Pressure keeps building on increasingly anxious world leaders to ratchet up efforts to fight climate change. There’s more of it coming this week in one of the highest-profile forums of all — the United Nations.
Seth Borenstein, Associated Press
Nigel Purvis, a former U.S. State Department climate negotiator and CEO of the private firm Climate Advisers, said the political forces going into Glasgow don’t look as optimistic as they did four months ago after a Biden virtual climate summit.
But, he says, there is still hope. Countries like China, the world’s top carbon emitter, have to strengthen their Paris pledges to cut carbon pollution, while rich nations like the United States that did increase their emissions promises need to do more financially to help poorer countries.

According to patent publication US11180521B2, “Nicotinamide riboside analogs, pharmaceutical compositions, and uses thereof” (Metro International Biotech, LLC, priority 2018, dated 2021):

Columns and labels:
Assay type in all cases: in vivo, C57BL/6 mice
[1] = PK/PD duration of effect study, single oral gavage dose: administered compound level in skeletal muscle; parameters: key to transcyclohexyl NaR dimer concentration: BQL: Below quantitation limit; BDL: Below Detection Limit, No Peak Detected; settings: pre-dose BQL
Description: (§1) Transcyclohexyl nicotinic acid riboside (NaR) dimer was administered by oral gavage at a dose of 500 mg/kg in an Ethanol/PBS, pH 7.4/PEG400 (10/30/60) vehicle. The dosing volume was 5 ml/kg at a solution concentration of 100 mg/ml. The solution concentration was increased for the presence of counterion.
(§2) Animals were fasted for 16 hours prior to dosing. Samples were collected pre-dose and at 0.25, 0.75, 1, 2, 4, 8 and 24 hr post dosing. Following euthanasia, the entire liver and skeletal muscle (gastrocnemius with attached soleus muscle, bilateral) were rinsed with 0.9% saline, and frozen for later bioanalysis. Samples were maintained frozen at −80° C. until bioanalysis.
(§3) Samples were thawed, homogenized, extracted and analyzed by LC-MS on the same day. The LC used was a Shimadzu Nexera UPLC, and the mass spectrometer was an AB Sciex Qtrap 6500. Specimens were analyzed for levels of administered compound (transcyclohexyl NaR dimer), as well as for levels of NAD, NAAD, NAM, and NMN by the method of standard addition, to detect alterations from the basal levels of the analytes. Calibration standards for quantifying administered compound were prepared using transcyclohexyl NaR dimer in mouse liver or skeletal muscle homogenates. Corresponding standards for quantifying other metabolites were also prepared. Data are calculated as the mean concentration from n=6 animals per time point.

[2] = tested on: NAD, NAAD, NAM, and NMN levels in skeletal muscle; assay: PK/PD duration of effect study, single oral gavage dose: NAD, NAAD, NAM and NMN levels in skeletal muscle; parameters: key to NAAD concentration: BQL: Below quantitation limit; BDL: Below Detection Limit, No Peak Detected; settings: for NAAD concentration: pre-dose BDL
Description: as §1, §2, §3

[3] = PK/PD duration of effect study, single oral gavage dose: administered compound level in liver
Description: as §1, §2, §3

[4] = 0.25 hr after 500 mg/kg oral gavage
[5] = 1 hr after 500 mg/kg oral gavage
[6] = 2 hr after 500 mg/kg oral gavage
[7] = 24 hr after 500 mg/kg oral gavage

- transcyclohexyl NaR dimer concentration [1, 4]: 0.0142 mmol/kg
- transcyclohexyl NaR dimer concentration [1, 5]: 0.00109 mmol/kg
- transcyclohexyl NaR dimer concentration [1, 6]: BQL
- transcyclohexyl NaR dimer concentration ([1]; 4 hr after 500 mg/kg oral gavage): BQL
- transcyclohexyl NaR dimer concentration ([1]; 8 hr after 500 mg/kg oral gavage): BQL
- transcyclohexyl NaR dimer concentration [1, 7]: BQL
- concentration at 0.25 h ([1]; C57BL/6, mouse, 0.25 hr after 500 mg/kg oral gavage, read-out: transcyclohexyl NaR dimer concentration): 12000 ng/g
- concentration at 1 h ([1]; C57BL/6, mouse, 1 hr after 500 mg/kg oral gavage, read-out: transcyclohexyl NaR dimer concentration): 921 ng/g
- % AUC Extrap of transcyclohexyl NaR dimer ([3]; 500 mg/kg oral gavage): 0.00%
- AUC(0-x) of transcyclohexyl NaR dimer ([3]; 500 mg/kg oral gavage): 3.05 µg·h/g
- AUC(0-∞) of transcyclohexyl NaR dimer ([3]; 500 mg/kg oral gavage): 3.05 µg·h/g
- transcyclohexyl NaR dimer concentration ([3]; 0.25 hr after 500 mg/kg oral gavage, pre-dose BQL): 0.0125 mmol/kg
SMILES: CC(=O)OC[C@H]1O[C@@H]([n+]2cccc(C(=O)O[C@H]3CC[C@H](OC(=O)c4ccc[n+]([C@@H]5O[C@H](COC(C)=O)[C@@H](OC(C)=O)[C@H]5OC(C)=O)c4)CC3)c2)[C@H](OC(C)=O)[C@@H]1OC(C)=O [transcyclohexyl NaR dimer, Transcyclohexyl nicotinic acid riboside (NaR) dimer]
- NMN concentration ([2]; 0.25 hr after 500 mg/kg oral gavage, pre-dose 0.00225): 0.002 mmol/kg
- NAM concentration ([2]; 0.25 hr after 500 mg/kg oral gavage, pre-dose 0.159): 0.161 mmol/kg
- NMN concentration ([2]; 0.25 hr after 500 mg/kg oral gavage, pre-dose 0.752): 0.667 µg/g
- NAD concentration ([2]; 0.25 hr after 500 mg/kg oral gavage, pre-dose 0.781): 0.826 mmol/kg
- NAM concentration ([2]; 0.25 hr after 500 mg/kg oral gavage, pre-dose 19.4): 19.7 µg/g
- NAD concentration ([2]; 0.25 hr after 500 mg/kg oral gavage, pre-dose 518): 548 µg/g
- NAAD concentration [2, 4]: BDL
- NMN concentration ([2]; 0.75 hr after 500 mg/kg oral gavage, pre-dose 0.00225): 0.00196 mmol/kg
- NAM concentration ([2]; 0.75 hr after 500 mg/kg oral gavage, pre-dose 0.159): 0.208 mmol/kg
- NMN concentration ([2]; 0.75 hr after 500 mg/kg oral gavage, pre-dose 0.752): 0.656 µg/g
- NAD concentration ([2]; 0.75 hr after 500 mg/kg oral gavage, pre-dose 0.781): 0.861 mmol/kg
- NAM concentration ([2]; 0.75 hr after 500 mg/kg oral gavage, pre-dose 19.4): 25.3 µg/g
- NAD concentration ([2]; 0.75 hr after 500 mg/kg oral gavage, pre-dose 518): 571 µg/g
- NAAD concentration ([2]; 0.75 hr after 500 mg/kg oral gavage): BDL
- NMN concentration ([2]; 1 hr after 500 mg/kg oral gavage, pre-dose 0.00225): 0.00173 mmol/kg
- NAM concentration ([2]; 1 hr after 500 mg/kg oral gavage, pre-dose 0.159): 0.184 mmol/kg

“The Glasgow meeting is not shaping up to be as well politically prepared as the Paris conference was in 2015,” Purvis said. And Pete Ogden, vice president of the United Nations Foundation for Energy and Climate, cited “worrying mistrust between nations at a time when greater solidarity is needed.”